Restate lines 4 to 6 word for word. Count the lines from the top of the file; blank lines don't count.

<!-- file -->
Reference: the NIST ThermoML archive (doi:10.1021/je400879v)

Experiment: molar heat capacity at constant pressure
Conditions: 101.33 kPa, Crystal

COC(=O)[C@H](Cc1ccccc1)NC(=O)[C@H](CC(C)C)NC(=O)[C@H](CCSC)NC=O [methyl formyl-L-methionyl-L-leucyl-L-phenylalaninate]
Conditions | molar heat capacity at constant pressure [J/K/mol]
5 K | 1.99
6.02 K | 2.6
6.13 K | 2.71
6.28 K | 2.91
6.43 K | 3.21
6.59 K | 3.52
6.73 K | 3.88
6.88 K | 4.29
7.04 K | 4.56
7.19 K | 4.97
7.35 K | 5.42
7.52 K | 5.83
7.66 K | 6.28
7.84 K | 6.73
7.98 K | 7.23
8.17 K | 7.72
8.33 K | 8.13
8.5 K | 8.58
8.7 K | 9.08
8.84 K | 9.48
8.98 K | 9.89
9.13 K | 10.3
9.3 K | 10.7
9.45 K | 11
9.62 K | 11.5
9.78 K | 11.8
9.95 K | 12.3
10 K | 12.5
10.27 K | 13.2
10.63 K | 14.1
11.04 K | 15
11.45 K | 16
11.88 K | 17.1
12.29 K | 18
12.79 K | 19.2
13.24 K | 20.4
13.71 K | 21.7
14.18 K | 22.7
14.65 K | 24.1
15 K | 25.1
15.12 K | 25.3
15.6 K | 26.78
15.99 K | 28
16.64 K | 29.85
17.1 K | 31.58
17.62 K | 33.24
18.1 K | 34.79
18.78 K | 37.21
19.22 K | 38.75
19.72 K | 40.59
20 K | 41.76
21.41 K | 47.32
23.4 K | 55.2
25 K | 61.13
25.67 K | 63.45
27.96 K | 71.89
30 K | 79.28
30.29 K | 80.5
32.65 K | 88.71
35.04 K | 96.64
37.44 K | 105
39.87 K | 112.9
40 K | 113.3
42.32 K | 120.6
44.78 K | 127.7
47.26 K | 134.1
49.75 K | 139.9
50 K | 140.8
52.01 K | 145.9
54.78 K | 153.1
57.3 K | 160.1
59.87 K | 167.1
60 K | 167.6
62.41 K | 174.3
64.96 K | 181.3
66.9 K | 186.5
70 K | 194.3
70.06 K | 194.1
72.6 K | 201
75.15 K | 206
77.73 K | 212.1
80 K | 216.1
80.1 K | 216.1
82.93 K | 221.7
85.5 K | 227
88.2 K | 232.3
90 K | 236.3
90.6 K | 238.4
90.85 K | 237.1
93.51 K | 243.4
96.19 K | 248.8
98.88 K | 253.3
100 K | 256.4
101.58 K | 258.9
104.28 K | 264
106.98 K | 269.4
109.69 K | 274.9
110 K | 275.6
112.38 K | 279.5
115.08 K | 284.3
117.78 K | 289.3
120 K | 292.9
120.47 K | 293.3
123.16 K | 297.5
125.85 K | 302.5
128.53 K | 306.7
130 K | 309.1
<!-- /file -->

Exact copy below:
COC(=O)[C@H](Cc1ccccc1)NC(=O)[C@H](CC(C)C)NC(=O)[C@H](CCSC)NC=O [methyl formyl-L-methionyl-L-leucyl-L-phenylalaninate]
Conditions | molar heat capacity at constant pressure [J/K/mol]
5 K | 1.99